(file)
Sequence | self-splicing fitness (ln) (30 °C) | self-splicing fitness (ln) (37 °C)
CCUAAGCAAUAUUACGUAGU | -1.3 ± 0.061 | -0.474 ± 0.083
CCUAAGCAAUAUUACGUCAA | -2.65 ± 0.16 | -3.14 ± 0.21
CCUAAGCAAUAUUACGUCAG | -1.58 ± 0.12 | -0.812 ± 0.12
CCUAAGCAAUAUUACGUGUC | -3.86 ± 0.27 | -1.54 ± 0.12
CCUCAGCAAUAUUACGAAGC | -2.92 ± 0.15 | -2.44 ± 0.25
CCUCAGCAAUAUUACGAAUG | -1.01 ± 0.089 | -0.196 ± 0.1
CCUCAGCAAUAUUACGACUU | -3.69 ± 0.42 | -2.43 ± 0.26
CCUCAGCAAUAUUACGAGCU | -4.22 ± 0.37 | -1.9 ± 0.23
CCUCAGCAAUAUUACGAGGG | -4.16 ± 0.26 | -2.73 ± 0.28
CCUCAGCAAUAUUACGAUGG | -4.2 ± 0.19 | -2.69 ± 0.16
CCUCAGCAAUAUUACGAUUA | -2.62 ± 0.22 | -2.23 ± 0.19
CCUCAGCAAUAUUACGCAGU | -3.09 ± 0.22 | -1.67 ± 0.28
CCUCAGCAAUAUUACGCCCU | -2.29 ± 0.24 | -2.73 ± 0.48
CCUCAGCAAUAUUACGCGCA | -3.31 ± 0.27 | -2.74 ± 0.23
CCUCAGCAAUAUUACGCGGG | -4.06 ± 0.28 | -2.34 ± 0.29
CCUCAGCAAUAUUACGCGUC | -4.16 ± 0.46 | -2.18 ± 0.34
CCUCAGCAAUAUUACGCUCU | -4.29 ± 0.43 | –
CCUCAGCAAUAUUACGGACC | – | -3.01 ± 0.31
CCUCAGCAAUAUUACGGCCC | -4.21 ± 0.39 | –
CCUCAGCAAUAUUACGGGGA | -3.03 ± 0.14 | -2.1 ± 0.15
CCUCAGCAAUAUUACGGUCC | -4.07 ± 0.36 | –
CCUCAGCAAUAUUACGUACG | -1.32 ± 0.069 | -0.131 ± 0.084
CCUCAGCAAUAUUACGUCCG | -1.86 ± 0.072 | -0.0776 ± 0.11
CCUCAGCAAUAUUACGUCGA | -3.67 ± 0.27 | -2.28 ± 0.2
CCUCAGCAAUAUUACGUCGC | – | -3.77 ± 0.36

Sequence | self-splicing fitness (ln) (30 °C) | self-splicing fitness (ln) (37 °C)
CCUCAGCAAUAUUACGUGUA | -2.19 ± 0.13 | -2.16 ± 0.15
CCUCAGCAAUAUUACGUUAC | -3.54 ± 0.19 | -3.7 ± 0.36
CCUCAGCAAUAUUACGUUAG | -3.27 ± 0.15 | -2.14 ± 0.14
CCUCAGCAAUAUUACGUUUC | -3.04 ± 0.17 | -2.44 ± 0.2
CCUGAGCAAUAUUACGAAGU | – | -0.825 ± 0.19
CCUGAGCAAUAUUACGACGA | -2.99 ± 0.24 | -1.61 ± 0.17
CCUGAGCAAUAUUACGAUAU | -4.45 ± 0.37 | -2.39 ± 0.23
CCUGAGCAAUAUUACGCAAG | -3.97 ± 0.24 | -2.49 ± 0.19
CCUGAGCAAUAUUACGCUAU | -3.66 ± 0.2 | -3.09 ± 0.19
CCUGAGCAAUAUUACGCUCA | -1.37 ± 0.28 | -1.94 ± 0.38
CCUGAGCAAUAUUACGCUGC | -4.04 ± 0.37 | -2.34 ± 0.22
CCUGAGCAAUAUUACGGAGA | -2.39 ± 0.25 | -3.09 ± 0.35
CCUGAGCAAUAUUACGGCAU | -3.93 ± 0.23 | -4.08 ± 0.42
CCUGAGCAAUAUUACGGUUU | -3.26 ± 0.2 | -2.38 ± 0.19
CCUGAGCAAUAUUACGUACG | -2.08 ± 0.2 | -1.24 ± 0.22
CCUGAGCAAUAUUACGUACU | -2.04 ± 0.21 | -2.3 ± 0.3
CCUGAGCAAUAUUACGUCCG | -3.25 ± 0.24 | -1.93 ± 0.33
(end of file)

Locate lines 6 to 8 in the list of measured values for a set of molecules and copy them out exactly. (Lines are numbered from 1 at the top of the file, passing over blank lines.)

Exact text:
CCUCAGCAAUAUUACGAAGC | -2.92 ± 0.15 | -2.44 ± 0.25
CCUCAGCAAUAUUACGAAUG | -1.01 ± 0.089 | -0.196 ± 0.1
CCUCAGCAAUAUUACGACUU | -3.69 ± 0.42 | -2.43 ± 0.26